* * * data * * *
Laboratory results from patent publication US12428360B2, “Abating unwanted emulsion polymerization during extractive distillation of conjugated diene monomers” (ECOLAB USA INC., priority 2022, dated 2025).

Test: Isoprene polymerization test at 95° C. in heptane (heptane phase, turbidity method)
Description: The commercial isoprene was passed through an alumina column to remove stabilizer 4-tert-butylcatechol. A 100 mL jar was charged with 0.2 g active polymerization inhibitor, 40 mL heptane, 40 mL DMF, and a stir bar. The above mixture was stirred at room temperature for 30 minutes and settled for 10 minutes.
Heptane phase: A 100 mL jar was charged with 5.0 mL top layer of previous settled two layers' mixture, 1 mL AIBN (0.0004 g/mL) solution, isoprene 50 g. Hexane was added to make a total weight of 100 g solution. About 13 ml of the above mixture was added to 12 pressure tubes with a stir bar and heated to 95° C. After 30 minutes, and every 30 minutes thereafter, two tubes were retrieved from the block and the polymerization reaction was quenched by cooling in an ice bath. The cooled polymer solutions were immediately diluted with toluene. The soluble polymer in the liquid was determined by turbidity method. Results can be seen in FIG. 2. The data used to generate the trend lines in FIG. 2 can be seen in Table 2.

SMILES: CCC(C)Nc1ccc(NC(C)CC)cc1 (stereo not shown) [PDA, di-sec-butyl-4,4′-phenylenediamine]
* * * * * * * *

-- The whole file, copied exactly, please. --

Laboratory results from patent publication US12428360B2, “Abating unwanted emulsion polymerization during extractive distillation of conjugated diene monomers” (ECOLAB USA INC., priority 2022, dated 2025).

Test: Isoprene polymerization test at 95° C. in heptane (heptane phase, turbidity method)
Description: The commercial isoprene was passed through an alumina column to remove stabilizer 4-tert-butylcatechol. A 100 mL jar was charged with 0.2 g active polymerization inhibitor, 40 mL heptane, 40 mL DMF, and a stir bar. The above mixture was stirred at room temperature for 30 minutes and settled for 10 minutes.
Heptane phase: A 100 mL jar was charged with 5.0 mL top layer of previous settled two layers' mixture, 1 mL AIBN (0.0004 g/mL) solution, isoprene 50 g. Hexane was added to make a total weight of 100 g solution. About 13 ml of the above mixture was added to 12 pressure tubes with a stir bar and heated to 95° C. After 30 minutes, and every 30 minutes thereafter, two tubes were retrieved from the block and the polymerization reaction was quenched by cooling in an ice bath. The cooled polymer solutions were immediately diluted with toluene. The soluble polymer in the liquid was determined by turbidity method. Results can be seen in FIG. 2. The data used to generate the trend lines in FIG. 2 can be seen in Table 2.

SMILES: CCC(C)Nc1ccc(NC(C)CC)cc1 (stereo not shown) [PDA, di-sec-butyl-4,4′-phenylenediamine]